As truck drivers rush to deliver essential goods during the coronavirus disease 2019 (COVID-19) pandemic, US shippers are taking advantage of extended driver hours to speed replenishment. They’re putting more people on docks, ensuring they’ve purchasing the right amount of goods, and even creating forms to help truckers hauling their loads verify they and their shipments are exempt from US hours-of-service (HOS) rules.
“In just the last 24 hours, we’ve had a lot of calls from shippers asking how they can operate with the exemption,” Eric Lien, executive vice president of strategic partners at Arrive Logistics, said Wednesday. Lien deals directly with Arrive’s shipper customers. “The shippers were concerned about how drivers would embrace working outside normal hours.”
The first-ever nationwide HOS exemption is meant to put some flexibility back into a US transportation network that is limited by the daily clock governing trucker working hours, which allow 11 hours of daily driving time and 14 hours of on-duty time. The exemption allows truckers to exceed those limits, as long as they take a 10-hour break afterward.
Drivers are apparently using the HOS exemption, but there’s no way to publicly track how many are working longer hours to get essential goods to destinations. Truckers are traveling faster through typically congested urban areas, however, thanks to a reduction in everyday commuter traffic, according to a new report from the American Transportation Research Institute.
Many shippers, Lien said, are thinking outside the box and embracing responsibility for ensuring drivers working under the exemption can make deliveries. “We’ve seen some of our largest food and beverage accounts issue formal memos to truck drivers with their shipment paperwork notifying anyone who stops the drivers that they are covered by the exemption.”
That’s a relief to drivers wondering how they would demonstrate they were exempt, absent a certificate from the government, if their hours of service were checked by state or local authorities. The exemption also allows truck drivers to deliver goods within restricted areas under a shelter-in-place-style lockdown imposed by state or local governments.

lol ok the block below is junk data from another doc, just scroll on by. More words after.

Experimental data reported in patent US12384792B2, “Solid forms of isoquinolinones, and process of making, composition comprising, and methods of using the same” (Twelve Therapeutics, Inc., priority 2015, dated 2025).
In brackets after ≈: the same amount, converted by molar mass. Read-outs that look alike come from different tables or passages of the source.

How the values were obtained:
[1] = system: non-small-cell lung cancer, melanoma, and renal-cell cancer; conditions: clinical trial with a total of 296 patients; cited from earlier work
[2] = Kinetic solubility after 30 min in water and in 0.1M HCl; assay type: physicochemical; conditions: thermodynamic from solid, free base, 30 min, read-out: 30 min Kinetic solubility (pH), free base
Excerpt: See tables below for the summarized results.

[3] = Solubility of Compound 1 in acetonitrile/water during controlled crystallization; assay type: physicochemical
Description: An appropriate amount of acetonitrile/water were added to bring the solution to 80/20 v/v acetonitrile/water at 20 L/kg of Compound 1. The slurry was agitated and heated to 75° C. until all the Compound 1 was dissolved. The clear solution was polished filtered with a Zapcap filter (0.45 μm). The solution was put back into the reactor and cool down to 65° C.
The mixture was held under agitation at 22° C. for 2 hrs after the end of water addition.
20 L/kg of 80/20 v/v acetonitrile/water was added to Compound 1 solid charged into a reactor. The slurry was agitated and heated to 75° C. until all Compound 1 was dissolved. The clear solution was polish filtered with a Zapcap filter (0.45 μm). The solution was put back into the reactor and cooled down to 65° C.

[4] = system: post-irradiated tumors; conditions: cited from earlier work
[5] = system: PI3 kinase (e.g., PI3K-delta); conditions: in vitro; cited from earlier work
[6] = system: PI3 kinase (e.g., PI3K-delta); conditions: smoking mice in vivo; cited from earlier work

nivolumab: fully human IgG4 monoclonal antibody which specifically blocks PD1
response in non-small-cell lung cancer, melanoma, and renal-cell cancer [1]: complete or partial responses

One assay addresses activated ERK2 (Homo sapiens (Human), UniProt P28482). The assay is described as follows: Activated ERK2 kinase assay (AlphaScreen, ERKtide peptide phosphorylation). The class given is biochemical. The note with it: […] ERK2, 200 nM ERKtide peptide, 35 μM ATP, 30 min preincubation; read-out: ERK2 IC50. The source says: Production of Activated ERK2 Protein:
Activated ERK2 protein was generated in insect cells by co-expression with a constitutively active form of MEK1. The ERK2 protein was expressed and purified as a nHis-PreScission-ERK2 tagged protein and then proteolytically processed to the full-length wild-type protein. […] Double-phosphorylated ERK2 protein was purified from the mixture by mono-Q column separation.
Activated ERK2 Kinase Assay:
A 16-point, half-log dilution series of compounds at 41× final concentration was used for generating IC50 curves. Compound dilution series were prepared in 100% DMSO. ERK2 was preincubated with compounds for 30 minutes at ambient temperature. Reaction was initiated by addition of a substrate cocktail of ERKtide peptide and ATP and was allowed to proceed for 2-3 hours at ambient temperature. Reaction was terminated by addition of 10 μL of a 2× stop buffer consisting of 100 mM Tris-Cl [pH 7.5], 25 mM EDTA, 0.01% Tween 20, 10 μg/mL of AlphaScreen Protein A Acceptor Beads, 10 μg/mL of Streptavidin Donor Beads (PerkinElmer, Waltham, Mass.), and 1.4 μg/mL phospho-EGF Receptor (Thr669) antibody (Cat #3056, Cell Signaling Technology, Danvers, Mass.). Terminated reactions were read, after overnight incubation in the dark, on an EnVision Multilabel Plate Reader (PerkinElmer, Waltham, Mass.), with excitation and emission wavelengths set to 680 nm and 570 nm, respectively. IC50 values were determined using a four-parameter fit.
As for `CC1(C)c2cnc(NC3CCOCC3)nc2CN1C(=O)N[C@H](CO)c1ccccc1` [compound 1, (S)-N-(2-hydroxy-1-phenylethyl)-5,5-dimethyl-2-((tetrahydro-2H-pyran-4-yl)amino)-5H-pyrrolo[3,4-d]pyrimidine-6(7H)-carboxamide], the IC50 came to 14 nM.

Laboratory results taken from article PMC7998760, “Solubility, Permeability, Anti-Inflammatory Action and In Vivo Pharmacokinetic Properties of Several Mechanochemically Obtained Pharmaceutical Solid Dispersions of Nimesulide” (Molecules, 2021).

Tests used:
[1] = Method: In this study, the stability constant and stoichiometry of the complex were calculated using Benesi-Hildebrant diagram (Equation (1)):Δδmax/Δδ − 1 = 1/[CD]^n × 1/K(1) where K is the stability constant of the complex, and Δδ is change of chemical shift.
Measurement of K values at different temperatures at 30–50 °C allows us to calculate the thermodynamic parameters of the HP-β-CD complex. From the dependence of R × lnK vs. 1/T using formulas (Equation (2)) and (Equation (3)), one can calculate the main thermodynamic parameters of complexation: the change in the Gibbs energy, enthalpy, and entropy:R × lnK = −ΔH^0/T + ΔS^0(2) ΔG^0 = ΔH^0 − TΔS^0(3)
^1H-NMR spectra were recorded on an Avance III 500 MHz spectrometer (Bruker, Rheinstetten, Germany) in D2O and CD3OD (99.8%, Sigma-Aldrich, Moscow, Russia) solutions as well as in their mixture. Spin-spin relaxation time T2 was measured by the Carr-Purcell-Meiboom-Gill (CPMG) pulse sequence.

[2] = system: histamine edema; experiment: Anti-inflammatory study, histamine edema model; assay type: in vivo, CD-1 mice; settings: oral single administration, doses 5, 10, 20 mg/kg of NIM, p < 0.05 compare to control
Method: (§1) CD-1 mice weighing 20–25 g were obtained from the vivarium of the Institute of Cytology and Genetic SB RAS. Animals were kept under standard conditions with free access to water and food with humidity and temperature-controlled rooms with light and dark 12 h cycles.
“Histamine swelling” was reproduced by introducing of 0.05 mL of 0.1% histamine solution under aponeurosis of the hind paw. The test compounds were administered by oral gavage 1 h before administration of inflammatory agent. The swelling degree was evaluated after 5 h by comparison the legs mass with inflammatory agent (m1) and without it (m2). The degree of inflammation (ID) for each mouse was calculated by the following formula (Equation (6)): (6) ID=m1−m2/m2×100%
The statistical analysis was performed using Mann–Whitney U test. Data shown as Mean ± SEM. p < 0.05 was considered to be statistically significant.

“This kind of leadership from the shipper community is really encouraging to see,” Lien said. Some shippers he’s spoken with are also stepping up basic “shipper-of-choice” driver-friendly practices they introduced in 2018, when the electronic logging device (ELD) mandate and higher freight demand combined to disrupt delivery times and constrict truck capacity.
“We’ve talked with shippers that are picking up amenities drivers now can’t get at truck stops — vending machines, bottled water, sanitizer,” Lien said. But shippers and consignees are also asking drivers, and other visitors, to verify that they haven’t traveled to other countries affected by the COVID-19 pandemic or had flu-like symptoms within the last 14 days.
The transportation crisis caused by COVID-19 requires shippers to do more than see to driver needs, however. “With the HOS exemption, you’ve got an opportunity to ship products outside the traditional hours, a relief from capacity constraints,” Lien said. “But to leverage that opportunity you’ve got to coordinate across the supply chain, especially on the receiving end.”
That means tighter coordination between procurement, distribution, and receiving. “Purchasing and distribution often operate in two different worlds,” Lien said. “But you need to ensure you not only procure the amount needed for replenishment, but that you have the crew you need on the docks and the yard space to handle higher volumes.” The same is true at customer sites.
“Best-in-class shippers are trying to get ahead of these problems, working hard to keep their base of carriers intact,” he said. When the pandemic eventually wanes and businesses start shipping higher volumes again, “they don’t want to find themselves with a glut of carriers that they don’t have a relationship with. To hold onto their own guys, they’ve got to be flexible.”
John Janson, global logistics director at custom apparel shipper SanMar, is working on the kind of supply chain coordination Lien describes, but it’s not easy. A big question is how to maintain communications. “Everybody from headquarters is working from home. Different parts of our company are doing different things,” Janson said. “And right in the middle of this, it’s contracting season.”
When it comes to working with truck drivers, “we’re following the policies laid down by the [motor] carriers,” Janson said. “Each of our major carriers has published what they want customers to do when drivers show up. If they want us to keep the six-foot rule, we’ll accommodate them.” The goal, he said, is to keep trucks and cargo moving.
“What’s really been impressive is how every one of our carriers is stepping up with their contingency plans and letting us know how they will affect us,” Janson said. “I’ve always said building strong relationships will get us through. That’s really coming to fruition right now.” Those relationships will be just as important when COVID-19 cases wane and the economy revives.
At that point, “capacity will have to shift again and that will create disruption,” Lien said. “That transition will come at a cost, and it just depends on how long some of these industries are down. I don’t think all industries are going to start up immediately. It’s not like everybody’s going to be out there buying cars. People will probably continue with some degree of frugality.”